Product experience is the overall value of a product or service to customers. This is defined in terms of customer perceptions as they use the product or service in a variety of contexts. Product experience is a component of customer experience, a broader concept that includes all interactions between your firm and the customer. Product experience is mainly achieved through design and quality control. The following are common types of product experience.
The product or service has the functions you need without bloated features getting in the way.Visual appeal and pleasing taste, smell, touch and sound.Sensations generated by the product such as temperature, light intensity and haptics.
A product that is pleasing to use.A product that feels intuitive that is easy to learn with a little trial and error.
UndoThe product provides a safe environment where actions can be undone.
ControlThe product lets you control it. Automations and suggestions feel useful and are easily overridden.
The product makes reasonably useful assumptions about your preferences.You can easily customize the product to the way you want it.
StabilityUser interfaces are predicable. Dynamic elements such as context menus feel intuitive.
SpeedThe product feels fast and responsive.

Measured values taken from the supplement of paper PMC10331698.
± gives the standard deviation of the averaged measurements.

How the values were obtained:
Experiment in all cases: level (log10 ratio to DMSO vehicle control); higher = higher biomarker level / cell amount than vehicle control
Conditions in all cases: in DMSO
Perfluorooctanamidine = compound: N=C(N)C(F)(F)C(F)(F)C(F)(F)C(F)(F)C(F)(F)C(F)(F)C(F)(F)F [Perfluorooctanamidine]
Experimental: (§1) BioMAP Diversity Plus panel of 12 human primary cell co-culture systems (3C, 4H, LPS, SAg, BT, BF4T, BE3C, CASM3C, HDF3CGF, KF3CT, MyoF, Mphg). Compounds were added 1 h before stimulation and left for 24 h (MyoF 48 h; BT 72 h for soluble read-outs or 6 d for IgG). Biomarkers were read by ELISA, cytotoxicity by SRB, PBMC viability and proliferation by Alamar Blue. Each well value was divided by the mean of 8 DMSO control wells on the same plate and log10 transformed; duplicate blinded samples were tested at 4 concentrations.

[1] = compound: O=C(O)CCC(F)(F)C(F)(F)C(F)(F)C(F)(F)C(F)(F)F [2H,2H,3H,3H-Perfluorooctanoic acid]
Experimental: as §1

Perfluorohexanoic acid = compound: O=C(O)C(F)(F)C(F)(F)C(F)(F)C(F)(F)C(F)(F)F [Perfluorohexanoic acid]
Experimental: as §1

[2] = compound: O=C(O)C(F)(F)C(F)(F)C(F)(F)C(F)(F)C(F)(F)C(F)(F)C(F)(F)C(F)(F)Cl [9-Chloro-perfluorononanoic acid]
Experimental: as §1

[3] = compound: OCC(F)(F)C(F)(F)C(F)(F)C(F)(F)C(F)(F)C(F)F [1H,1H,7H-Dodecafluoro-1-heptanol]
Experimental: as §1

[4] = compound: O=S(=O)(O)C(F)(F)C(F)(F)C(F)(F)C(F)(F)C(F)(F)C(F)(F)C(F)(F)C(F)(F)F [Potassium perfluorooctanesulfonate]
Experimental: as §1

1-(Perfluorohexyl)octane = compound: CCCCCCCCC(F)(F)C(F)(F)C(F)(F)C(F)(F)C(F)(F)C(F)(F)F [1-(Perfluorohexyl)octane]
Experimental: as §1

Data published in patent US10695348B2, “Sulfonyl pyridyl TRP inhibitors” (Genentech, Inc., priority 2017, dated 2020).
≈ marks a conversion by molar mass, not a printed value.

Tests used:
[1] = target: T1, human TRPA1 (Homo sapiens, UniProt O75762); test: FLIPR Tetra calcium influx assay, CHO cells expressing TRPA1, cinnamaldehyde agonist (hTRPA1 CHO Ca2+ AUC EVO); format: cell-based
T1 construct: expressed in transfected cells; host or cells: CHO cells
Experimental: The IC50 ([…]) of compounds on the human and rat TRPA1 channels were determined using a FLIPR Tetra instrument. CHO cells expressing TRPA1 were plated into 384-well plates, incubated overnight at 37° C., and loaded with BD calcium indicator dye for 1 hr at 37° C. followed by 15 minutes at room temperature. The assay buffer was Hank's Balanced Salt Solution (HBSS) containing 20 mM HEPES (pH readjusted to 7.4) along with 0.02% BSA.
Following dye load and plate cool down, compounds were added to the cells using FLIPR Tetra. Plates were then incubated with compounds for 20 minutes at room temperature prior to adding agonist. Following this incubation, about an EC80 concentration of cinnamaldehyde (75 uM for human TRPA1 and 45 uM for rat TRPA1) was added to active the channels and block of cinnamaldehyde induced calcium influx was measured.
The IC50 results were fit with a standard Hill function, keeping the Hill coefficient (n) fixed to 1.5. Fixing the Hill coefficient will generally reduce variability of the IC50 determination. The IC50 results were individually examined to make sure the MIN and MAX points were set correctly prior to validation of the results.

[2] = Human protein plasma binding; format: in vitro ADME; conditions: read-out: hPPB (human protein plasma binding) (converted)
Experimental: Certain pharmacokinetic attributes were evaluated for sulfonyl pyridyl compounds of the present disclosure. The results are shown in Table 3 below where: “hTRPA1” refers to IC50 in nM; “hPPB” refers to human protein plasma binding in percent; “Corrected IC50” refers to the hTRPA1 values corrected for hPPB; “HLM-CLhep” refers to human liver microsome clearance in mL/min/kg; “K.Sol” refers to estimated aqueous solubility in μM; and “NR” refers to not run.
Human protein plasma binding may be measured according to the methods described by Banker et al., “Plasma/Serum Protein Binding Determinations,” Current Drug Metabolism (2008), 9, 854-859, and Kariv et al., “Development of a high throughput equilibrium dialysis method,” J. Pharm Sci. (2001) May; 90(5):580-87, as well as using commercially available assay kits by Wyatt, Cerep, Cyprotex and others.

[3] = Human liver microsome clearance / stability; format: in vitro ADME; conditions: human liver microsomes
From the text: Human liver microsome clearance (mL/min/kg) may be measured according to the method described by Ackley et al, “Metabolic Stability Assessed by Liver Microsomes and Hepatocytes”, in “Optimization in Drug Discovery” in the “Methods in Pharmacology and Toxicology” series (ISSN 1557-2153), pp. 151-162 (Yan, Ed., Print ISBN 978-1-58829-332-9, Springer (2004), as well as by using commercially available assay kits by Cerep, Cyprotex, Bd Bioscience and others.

PerformanceThe product meets your performance expectations such as a snowboard that is just bendy enough.The product allows you to complete your goals quickly.The product gives you the amount of information you need to achieve your goals without overwhelming you or making you look too hard.
Clear visual cues and structure that make information and functions easy to find.The product has a pleasing layout and feels balanced and organized.Different elements of the product look like they belong together.
A pleasing shape and form. For example, a device that fits in your hand comfortably.The product is convenient to use. For example, a device the fits in your pocket or a meal that is easy to prepare.The product is designed to be useful to a broad range of people including people with disabilities.
Durability & ResilienceThe product doesn't easily break and continues to operate under a wide range of real world conditions.
TransitionsChange to the product such as upgrades and expansions go well and aren't detrimental to your use of the product.The product is safe to use. For example, software that is reasonably secure from information security threats.
HealthA product that feels healthy.
ValuesCustomer perceptions regarding the impact of the product on the environment and people. For example, a product that is manufactured locally according to environmentally responsible methods.
TermsThe product or service has fair terms of service.People often describe products and brands with the same words they might use to describe a person. For example, a product that you trust.
Social, Culture & LifestyleA customer who sees a product as a part of their social status, culture or lifestyle. For example, snowboarding goggles that all the cool snowboarders wear on a particular mountain.
MeaningCustomers may attach personal meaning to a product. For example, a toy that reminds a parent of their youth.The product looks highly refined such that it is was obviously designed and built by people who are diligent in their work.
This is the complete list of articles we have written about product development.
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